Noida Authority plans to revive wetlands; move not enough, say environmentalists
New Delhi: With the monsoons arriving, the Noida Authority has started planning the revival of at least six wetlands in the city, which were lost to "unregulated human activities", officials said. They added that this initiative comes as the Prime Minister stressed on rain water conservation, writing to all village heads across the country in this regard. The authority is focusing on reviving wetlands in Sector 91, Sector 85, Gejha, Bakhtawarpur, and two water catchments at the upcoming biodiversity park in Sector 91.
"At Sector 91, there is a wetland area spread across 12 acres which has remained neglected for a long time. Now the rubble and other kinds of waste surrounding the area has been removed while channels are being widened for harvesting and storage of rainwater during monsoons," Noida Authority's General Manager Rajeev Tyagi said.
Talking about efforts already being made to make sure the wetlands are ready to catch rainwater, Tyagi added that native grass varieties and trees are being planted to ecologically restore the area.
He noted that the objective is to not only address the depleting groundwater levels but also help reduce local flooding during heavy spells of rain in the area. "Awareness is being raised among local residents of the area regarding the conservation of water through various campaigns," Tyagi said.
The officials also said that efforts to restore the condition of the 6,000 sq metre wetland in Sector 85, neglected as a result of uncontrolled dumping of construction and demolition waste, are underway.
"Waste is being removed from the periphery of the area while the wild grass is also being uprooted and will be replaced by native grass and trees in the upcoming monsoon," Tyagi said, adding that the ponds in Gejha and Bakhtawarpur are being restored along the same lines.
Welcoming the inititive by city officials, environmentalist and water conservationist Vikrant Tongad said that more could be done with regards to solving what he termed as the "water crisis" residents of Noida are facing.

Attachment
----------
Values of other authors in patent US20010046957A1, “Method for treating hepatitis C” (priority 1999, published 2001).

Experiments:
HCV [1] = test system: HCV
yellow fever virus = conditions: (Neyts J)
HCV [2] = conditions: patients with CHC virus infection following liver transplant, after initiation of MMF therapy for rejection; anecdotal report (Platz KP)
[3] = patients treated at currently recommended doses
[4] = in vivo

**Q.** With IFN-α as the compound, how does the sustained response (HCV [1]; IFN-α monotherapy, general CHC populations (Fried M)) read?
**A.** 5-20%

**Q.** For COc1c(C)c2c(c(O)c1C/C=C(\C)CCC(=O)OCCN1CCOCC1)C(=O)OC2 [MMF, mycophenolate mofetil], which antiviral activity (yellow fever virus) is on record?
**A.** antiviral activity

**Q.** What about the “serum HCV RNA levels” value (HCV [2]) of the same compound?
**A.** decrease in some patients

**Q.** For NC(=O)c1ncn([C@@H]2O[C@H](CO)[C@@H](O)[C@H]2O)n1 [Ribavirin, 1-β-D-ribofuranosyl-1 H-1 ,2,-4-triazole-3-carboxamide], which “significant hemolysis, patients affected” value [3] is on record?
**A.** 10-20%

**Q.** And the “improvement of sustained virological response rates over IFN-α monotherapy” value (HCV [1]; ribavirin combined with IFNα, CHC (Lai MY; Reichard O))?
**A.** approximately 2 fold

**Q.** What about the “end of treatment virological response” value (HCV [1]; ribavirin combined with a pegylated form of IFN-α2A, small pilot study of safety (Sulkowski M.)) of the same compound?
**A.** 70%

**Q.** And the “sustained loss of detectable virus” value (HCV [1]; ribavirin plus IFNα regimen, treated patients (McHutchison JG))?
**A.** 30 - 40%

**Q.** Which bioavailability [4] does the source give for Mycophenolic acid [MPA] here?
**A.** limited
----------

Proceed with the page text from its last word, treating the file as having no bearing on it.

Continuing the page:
Tongad said that while there were intially around 250 water catchments areas and ponds in the city before its urbanisation, the authority is focusing on its plan for only six. "Look, I admit that authorities are doing some work in this direction, but the holistic efforts required to truly address water problems in the city are still lacking," he said.
Tongad also added that problems related to overexploitation of groundwater have led the city to a point where its groundwater table shows a depletion rate of around two metres per year.
"We need to look at reviving and restoring more water bodies in the city to address the depleting groundwater levels here," he said. Moreover, the water conservationist said that rapid concretisation efforts, such as tiling of pavements are stopping rain water from restoring groundwater levels.
And while the authority said that its initiative to revive the six wetlands will incur "zero cost" owing to their CSR tie-ups and the concept of "shramdaan", Tongad seems to think that the authorities should invest some financials in strengthening such initiatives, especially given how urgently water concerns in Noida need to be addressed.
"While it is great that the authority wants to engage members of the public in this work, they should also look at putting some finacial input into the whole process to address the problem," he said. Tongad also raised some serious concerns about whether the work on these six wetlands could be completed in time for the monsoon showers. "Maybe the Sector 91 wetland will be ready in time since they have been working on it for a few weeks now, but the others I'm not so sure," he added.
(with PTI inputs)